Cape Town - South Africa's debt-to-GDP ratio remains sustainable, Finance Minister Pravin Gordhan said on Wednesday.
In his 2013 Medium-Term Budget Policy Statement (MTBPS), tabled in Parliament, he said a recent assessment by the International Monetary Fund had reached the same conclusion.
Government's debt management strategy worked to ensure debt sustainability, to keep the cost of debt as low as possible, maintain access to global capital markets, and diversify funding instruments.
The strategy also ensured continued bond market development, drawing on the strength of South Africa's deep and liquid capital markets.
To limit external vulnerability, debt was largely denominated in domestic currency. Maturities were increasingly long term.
The main Budget net borrowing requirement was projected to increase from R168.5 billion in 2013/14, to R183.9bn in 2014/15, before declining to R164.9bn in 2016/17.
National government net debt was projected to reach 39.3 percent of GDP in 2013/14, and 43.9 percent in 2016/17.
The weaker rand exchange rate had pushed up the value of foreign denominated debt, and inflation had had the same effect on inflation-linked debt.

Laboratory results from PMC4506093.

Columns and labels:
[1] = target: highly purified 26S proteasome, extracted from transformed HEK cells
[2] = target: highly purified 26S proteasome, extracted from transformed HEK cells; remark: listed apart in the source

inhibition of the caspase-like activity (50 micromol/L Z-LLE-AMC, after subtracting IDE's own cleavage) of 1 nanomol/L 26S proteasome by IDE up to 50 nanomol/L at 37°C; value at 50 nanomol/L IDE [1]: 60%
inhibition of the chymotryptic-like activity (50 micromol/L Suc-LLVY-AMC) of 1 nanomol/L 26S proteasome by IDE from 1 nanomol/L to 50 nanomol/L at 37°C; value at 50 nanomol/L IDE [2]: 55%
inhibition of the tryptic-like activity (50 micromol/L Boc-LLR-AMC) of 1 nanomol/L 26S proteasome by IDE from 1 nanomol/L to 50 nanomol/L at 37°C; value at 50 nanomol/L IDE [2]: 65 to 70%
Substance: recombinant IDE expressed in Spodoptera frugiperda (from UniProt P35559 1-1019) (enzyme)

Deterioration in the economic growth outlook had increased the debt-to-GDP ratio.
Rising bond yields, which were adjusting to anticipated changes in US monetary policy, also contributed to a less benign debt-to-GDP trajectory.
Over the longer term, debt was expected to stabilise, but later than previously anticipated and at a higher level relative to GDP.
The current forecast showed net debt stabilising at 44 percent of GDP in 2017/18.
Over the medium-term, government's debt management strategy would focus on minimising refinancing risk to accommodate redemptions.
To mitigate this risk beyond the medium-term, government would continue to build cash reserves, and continue to switch short-term for longer-term debt if market conditions allowed. - Sapa